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The double burden of communicable and non-communicable diseases in developing countries.

Transactions of the Royal Society of Tropical Medicine and Hygiene

epidemiology, Tuberculosis, Risk Factors, Neoplasms, Malaria, Humans, Health Policy, HIV Infections, Diabetes Mellitus, statistics & numerical data, Developing Countries, Cost of Illness, Communicable Diseases, Chronic Disease, Cardiovascular Diseases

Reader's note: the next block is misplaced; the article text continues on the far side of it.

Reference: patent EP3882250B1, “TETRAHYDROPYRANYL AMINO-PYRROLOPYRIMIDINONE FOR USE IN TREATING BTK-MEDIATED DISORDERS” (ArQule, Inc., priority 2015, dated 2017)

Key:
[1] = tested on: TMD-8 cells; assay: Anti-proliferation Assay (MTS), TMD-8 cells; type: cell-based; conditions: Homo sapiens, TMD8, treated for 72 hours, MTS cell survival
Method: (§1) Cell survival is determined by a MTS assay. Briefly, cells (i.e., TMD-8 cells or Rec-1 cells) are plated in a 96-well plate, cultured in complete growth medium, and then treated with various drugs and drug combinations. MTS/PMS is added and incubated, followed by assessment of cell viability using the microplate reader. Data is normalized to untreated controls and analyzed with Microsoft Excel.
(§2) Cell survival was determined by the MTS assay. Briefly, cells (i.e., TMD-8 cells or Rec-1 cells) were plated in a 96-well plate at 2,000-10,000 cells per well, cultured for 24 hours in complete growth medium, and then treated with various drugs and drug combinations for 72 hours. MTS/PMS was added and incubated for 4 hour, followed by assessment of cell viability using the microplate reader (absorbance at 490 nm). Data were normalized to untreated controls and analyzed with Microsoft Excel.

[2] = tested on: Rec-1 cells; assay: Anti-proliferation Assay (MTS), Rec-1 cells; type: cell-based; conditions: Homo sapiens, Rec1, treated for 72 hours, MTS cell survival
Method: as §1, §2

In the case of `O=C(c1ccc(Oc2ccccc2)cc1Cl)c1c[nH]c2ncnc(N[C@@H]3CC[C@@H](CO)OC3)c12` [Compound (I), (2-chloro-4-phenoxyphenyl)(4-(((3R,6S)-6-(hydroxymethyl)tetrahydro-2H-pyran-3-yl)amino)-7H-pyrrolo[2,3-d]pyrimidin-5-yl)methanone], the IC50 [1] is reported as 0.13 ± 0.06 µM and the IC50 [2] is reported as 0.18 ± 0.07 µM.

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      Now, at the dawn of the third millennium, non-communicable diseases are sweeping the entire globe. There is an increasing trend in developing countries, where the demographic and socio-economic transition imposes more constraints on dealing with the double burden of infectious and non-infectious diseases in a poor environment, characterized by ill-health systems. It is predicted that, by 2020, non-communicable diseases will cause seven out of every ten deaths in developing countries. Among non-communicable diseases, special attention is devoted to cardiovascular disease, diabetes, cancer and chronic pulmonary disease. The burden of these conditions affects countries worldwide but with a growing trend in developing countries. Preventative strategies must take into account the growing trend of risk factors correlated to these diseases. In parallel, despite the success of vaccination programmes for polio and some childhood diseases, other diseases like AIDS, tuberculosis, malaria and dengue are still out of control in many regions of the globe. This paper is a brief review of recent literature dealing with communicable and non-communicable diseases in developing countries. It gives a global view of the main diseases and their impact on populations living in low- and middle-income nations.

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